This article first appeared in The Oxford Student on 29 January 2015.
The tutorial is a cornerstone of the Oxford student experience (by which I mean the experience of being a student at Oxford, rather than the experience of reading the Oxford Student, though both are equally vital to one’s intellectual well-being). Cleverly designed to resemble intellectually stimulating discussions among equals when presented to outsiders and prospective students, the tutorial experience is, in reality, something more along the lines of a combined intellectual assault course and academic interrogation, not helped by the fact that most of the participants are usually in a state of supine lethargy, having been up until the small hours writing the essays which are currently under unforgiving scrutiny, and thus not in the ideal state of mind for a nuanced and lively discourse on The Economic Impacts of Refinements in Shipbuilding Techniques, 1750-85. I have seen students drop from exhaustion as soon as their tutors’ rooms are out of sight, still clutching their battered copies of The Language, Society and Power Reader (which unfortunately does not describe a combined politics, fitness and lifestyle self-help course), or else simply collapse in a pool of tears and torn notepaper after a few searching trick questions too many. The results of a bad tutorial are not a pleasant sight to behold.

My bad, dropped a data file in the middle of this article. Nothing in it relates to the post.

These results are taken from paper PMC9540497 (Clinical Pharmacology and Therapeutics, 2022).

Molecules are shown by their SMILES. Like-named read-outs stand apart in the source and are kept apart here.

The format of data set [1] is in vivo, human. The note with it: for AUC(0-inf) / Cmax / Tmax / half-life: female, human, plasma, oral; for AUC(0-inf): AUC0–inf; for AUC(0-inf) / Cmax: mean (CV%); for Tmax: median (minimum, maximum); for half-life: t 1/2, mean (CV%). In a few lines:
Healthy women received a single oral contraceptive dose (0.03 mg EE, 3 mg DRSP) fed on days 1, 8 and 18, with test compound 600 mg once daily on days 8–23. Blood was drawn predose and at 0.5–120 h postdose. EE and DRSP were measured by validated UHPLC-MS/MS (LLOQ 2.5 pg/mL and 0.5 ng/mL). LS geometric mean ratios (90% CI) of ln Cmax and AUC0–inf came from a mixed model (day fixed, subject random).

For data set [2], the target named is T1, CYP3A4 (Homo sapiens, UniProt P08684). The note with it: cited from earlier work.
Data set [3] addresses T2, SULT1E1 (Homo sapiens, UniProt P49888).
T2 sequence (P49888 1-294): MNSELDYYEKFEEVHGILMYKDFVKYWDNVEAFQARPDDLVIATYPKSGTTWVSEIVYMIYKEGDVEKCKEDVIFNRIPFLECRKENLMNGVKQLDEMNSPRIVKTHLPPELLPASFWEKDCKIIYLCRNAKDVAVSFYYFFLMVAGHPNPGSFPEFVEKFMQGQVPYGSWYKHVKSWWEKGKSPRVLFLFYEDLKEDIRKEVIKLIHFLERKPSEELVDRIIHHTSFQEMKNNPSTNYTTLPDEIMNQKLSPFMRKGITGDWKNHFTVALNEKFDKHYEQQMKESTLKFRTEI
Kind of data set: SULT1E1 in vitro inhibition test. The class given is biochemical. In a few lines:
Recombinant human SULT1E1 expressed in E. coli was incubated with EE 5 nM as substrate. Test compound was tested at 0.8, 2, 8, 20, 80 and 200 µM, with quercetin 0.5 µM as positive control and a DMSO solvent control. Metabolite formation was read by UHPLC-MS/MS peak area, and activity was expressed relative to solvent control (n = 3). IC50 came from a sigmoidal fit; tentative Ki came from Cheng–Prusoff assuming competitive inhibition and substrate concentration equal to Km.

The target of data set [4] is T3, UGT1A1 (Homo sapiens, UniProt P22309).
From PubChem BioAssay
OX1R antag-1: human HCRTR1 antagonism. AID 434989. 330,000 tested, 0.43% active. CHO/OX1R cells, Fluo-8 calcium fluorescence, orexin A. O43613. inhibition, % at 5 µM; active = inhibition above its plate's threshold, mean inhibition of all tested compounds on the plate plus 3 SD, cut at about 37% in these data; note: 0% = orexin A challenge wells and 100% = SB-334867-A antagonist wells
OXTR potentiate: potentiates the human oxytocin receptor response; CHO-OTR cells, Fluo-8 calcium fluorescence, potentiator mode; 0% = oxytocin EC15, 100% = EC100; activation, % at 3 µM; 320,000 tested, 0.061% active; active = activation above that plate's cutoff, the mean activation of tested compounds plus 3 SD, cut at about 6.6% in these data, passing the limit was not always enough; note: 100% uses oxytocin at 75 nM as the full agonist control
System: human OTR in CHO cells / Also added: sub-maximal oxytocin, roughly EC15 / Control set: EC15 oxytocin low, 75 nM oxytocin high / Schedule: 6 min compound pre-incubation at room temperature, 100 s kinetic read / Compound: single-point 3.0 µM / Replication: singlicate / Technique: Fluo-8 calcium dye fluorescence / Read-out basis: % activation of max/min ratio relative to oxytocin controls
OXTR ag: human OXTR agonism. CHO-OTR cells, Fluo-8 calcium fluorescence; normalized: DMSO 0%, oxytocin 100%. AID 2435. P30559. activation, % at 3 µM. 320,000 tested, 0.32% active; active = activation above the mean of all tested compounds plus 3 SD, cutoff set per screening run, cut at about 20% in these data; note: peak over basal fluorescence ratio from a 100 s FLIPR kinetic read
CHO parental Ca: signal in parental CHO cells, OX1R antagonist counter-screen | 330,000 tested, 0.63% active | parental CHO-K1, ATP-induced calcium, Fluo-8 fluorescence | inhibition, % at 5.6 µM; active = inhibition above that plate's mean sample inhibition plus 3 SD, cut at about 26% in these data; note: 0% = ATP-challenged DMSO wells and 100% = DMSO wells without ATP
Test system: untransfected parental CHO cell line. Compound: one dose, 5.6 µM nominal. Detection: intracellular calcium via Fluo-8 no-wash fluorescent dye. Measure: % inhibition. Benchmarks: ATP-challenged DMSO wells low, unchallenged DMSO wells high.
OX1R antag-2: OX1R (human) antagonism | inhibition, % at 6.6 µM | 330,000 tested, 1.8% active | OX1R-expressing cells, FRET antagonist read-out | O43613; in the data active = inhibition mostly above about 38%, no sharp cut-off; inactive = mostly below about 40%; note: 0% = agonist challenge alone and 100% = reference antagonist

The most important piece of advice when dealing with stressful tutorials is that it is important to keep the long-term health of one’s friendships in mind. Deflecting a difficult question about Quantitative Easing onto the person next to you may be an excellent short-term solution to the problem of your brain being currently unable to do much more than spasmodically flail at the concept of independent thought, but doing so tends to lead to all sorts of tensions when the tutorial is over. If this has never happened to you, try and imagine being in a tense combat situation, and a comrade producing a hand grenade, throwing away the pin, and tossing it to you with a cry of “Let’s play pass the parcel!” Imagine it, and never do it again.
Beyond that, just stick together, keep a stiff upper lip and soldier on. Who knows, you might even enjoy it.